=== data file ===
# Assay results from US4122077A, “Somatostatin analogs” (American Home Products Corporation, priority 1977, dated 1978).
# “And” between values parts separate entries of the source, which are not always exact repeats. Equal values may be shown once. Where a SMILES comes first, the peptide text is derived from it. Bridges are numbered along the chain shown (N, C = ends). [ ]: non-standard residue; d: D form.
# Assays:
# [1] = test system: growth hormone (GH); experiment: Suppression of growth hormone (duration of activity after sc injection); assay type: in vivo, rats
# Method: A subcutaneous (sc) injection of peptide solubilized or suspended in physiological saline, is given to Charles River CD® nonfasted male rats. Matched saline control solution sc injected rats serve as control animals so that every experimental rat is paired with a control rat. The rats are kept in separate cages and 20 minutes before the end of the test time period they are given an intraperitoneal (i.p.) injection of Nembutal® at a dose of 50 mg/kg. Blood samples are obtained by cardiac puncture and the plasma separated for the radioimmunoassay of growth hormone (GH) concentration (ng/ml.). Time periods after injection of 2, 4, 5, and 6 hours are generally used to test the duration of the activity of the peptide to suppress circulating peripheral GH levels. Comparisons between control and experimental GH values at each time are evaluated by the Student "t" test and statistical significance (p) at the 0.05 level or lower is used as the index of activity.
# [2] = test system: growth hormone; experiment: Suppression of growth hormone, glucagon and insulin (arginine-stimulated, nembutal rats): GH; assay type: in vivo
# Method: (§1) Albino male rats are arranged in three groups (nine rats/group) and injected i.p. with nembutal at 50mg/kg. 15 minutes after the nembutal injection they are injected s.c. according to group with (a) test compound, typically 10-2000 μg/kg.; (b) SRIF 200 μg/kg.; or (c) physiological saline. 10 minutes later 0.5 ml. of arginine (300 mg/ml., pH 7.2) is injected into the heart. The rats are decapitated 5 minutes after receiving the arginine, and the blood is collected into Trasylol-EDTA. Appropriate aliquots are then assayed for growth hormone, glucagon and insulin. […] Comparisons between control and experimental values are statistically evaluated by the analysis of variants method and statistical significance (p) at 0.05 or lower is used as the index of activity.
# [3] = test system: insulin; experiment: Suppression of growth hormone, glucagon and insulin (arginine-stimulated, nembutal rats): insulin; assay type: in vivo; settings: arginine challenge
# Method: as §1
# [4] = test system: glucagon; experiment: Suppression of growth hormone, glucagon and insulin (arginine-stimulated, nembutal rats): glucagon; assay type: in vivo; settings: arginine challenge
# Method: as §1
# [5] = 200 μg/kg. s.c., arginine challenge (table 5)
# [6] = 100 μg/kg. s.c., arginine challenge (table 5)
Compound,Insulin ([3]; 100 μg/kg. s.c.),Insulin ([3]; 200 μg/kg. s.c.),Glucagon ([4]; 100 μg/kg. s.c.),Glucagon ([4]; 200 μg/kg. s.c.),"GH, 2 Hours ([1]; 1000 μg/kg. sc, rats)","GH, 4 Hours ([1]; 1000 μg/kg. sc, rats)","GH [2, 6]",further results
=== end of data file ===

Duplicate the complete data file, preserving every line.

# Assay results from US4122077A, “Somatostatin analogs” (American Home Products Corporation, priority 1977, dated 1978).
# “And” between values parts separate entries of the source, which are not always exact repeats. Equal values may be shown once. Where a SMILES comes first, the peptide text is derived from it. Bridges are numbered along the chain shown (N, C = ends). [ ]: non-standard residue; d: D form.
# Assays:
# [1] = test system: growth hormone (GH); experiment: Suppression of growth hormone (duration of activity after sc injection); assay type: in vivo, rats
# Method: A subcutaneous (sc) injection of peptide solubilized or suspended in physiological saline, is given to Charles River CD® nonfasted male rats. Matched saline control solution sc injected rats serve as control animals so that every experimental rat is paired with a control rat. The rats are kept in separate cages and 20 minutes before the end of the test time period they are given an intraperitoneal (i.p.) injection of Nembutal® at a dose of 50 mg/kg. Blood samples are obtained by cardiac puncture and the plasma separated for the radioimmunoassay of growth hormone (GH) concentration (ng/ml.). Time periods after injection of 2, 4, 5, and 6 hours are generally used to test the duration of the activity of the peptide to suppress circulating peripheral GH levels. Comparisons between control and experimental GH values at each time are evaluated by the Student "t" test and statistical significance (p) at the 0.05 level or lower is used as the index of activity.
# [2] = test system: growth hormone; experiment: Suppression of growth hormone, glucagon and insulin (arginine-stimulated, nembutal rats): GH; assay type: in vivo
# Method: (§1) Albino male rats are arranged in three groups (nine rats/group) and injected i.p. with nembutal at 50mg/kg. 15 minutes after the nembutal injection they are injected s.c. according to group with (a) test compound, typically 10-2000 μg/kg.; (b) SRIF 200 μg/kg.; or (c) physiological saline. 10 minutes later 0.5 ml. of arginine (300 mg/ml., pH 7.2) is injected into the heart. The rats are decapitated 5 minutes after receiving the arginine, and the blood is collected into Trasylol-EDTA. Appropriate aliquots are then assayed for growth hormone, glucagon and insulin. […] Comparisons between control and experimental values are statistically evaluated by the analysis of variants method and statistical significance (p) at 0.05 or lower is used as the index of activity.
# [3] = test system: insulin; experiment: Suppression of growth hormone, glucagon and insulin (arginine-stimulated, nembutal rats): insulin; assay type: in vivo; settings: arginine challenge
# Method: as §1
# [4] = test system: glucagon; experiment: Suppression of growth hormone, glucagon and insulin (arginine-stimulated, nembutal rats): glucagon; assay type: in vivo; settings: arginine challenge
# Method: as §1
# [5] = 200 μg/kg. s.c., arginine challenge (table 5)
# [6] = 100 μg/kg. s.c., arginine challenge (table 5)
Compound,Insulin ([3]; 100 μg/kg. s.c.),Insulin ([3]; 200 μg/kg. s.c.),Glucagon ([4]; 100 μg/kg. s.c.),Glucagon ([4]; 200 μg/kg. s.c.),"GH, 2 Hours ([1]; 1000 μg/kg. sc, rats)","GH, 4 Hours ([1]; 1000 μg/kg. sc, rats)","GH [2, 6]",further results